Planning ~ Pitfalls ~ Pushing On

Design Change, Adjustments and Tuning Techniques

I planned this weaving out fairly well.  I’m aware that my weaving will only resemble the chart that I constructed to follow and not be an exact picture of it.  I like to know where I’m going with my projects and have as many of the details worked out before I even order supplies.  I have found some challenges with this weaving.  I’m not certain if I would prefer to have a weaving that I could weave in a completely mindless state or one that keeps me on my toes.  Most likely it’s somewhere in between.  I am half way through this weaving and I have enjoyed it so far.  It has, however, not been without its challenges.

TGH update 6

My first challenge came when I was warping it.  I realized that for the first time; I went under a warping rod, rather than over it.  It was early on and rather than unwind all that warp, I untied the beginning knot and re-warped it from the mistake to the beginning.  After getting the warp mounted on the loom this resulted in one warp pair reversed.  It took me about an hour to figure out what I had done and what I needed to do to fix it.  Straighten it out and weave on.  Next, weaving where the fell line is below my waist makes it very difficult to see what I’m doing.  Not to mention difficult on hips that have seen better days, especially when you try to get up.  

When I came to my third design/color change of the weaving, I noticed my warp count was off.  It took me umpteen times counting warp pairs to realize that I warped one pair less than I intended.  At first this seemed to be a critical mistake.  How did this happen?  I counted several times and was certain I had the correct warp count.  I was wrong.  One warp pair!!!  If I had known this at the beginning, I could have taken one of the pairs off of one of the borders.  It’s unlikely that anyone would notice, even me.  But I had four inches completed, too late to do that.  I can’t take one off each side, I have to take it off the center, dead center.  My center motif is 1/4 inch less than it should be.  Noticeable or not, there is no where else to take it.  So far, it hasn’t suffered.

Graph (4)

I really liked the sketch that I did for this weaving.  On paper it looks nice to me, clean lines, not too busy, colors I like to look at.  However, translated into a weaving, I quickly realize that that lovely expanse of brown, is simply too much brown.  Three inches into the brown part of the central motif I can see that I need to add another design element.  I added some diamonds with two possibilities and got some opinions.  I was surprised how diverse the opinions were.  I was no closer to choosing.  It was suggested by two people whose weaving skills I admire that the weaving will speak to me.  Speak to me it did, I wound up going a route that I was almost entirely certain I would not.  I’m glad that I did.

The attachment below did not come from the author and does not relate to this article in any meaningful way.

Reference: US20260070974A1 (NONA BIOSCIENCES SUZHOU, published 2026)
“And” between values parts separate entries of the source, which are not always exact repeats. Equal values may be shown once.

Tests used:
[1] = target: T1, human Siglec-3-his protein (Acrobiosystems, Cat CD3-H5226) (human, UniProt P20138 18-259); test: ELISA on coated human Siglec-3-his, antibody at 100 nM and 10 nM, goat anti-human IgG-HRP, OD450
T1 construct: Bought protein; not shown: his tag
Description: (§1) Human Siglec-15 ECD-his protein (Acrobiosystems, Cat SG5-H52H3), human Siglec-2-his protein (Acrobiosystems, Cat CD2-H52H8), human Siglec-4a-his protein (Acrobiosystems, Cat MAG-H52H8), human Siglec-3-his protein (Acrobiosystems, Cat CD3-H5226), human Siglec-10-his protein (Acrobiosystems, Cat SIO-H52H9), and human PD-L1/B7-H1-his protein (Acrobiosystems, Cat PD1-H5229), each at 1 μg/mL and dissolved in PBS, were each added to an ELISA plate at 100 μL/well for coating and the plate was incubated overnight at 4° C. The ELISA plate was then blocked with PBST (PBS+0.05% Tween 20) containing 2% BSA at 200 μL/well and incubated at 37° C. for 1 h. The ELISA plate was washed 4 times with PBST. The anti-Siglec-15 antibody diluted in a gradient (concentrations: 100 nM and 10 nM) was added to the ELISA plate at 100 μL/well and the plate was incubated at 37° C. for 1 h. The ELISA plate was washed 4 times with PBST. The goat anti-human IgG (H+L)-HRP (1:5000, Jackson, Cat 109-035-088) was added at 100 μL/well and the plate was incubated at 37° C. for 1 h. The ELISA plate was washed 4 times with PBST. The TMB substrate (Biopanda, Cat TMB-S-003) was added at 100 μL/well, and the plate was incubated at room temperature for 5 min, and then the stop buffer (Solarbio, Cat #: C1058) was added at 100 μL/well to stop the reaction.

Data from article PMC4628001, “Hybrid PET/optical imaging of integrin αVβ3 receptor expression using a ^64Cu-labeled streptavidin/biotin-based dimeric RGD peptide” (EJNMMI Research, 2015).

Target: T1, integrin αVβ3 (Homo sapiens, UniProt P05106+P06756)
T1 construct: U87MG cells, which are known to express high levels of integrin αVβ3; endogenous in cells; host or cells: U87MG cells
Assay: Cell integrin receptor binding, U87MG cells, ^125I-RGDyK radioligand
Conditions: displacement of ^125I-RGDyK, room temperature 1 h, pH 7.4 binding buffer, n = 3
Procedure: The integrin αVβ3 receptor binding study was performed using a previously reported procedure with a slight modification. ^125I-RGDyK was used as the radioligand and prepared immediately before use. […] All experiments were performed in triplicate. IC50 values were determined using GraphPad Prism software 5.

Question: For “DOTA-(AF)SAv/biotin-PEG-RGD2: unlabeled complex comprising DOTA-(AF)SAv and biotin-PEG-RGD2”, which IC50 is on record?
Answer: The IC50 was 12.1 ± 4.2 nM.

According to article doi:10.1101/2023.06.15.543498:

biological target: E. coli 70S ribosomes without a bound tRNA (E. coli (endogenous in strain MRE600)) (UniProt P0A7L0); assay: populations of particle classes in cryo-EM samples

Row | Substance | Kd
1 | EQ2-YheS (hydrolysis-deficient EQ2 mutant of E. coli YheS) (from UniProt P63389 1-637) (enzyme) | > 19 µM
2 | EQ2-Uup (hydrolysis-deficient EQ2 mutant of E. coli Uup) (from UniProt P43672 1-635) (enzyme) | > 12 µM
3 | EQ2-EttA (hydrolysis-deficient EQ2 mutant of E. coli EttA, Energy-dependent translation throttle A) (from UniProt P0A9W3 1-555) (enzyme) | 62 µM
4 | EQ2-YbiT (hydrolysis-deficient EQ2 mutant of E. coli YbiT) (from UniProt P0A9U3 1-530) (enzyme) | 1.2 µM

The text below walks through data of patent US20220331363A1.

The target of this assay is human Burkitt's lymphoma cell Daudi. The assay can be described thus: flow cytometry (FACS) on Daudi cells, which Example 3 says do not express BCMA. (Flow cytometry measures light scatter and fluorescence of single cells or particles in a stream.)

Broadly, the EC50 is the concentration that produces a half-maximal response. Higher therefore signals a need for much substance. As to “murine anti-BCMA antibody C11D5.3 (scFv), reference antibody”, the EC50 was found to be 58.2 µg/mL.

design change

Weft, and how much to add is always a touch and go situation.  It’s very difficult to tell how much to lay in.  I don’t want it pulling in, or bowing out or rippling from excess weft.  It was very difficult when the weaving was low, but now that its at a decent eye level I can obsess over it.  I’m working on finding the perfect amount of weft.  It’s far from perfect, but I’m getting closer.  

Then there are the challenges that we have no control over, the ones we can’t beat our selves up over.  Warp knots!!!!  I encountered 5 warp knots warping this weaving.  I knew they were there, and consider them a reminder that in life we have bumps in the road that we have to pass over.  So I tie a stronger knot below the mills knot to be certain of its strength and weave over it.  Inconsistency in Weft yarn thickness.  While I would not call this yarn a “thick and thin” yarn, it is thick, thin and just right.  It’s like the Goldilocks and Three bears of yarn.  This part is too thick, this part is too thin and this part is just right.  This results in more hi-low spots in my weaving.  As long as I’m diligent about filling in and breaking off pieces that are too far off the mark, this is not more than an inconvenience.  It’s always a lesson and more moving forward, changing my focus and keeping it interesting.  I can’t wait to see how this weaving will look on my wall.  

A website devoted to learning, sharing and teaching a wide range of fiber arts. Inkle, Tablet and Navajo style weaving, Spinning, Knitting, Crochet, Sewing and Lace Making. Silver Work, Beading and Tool Making grace my bench as well.

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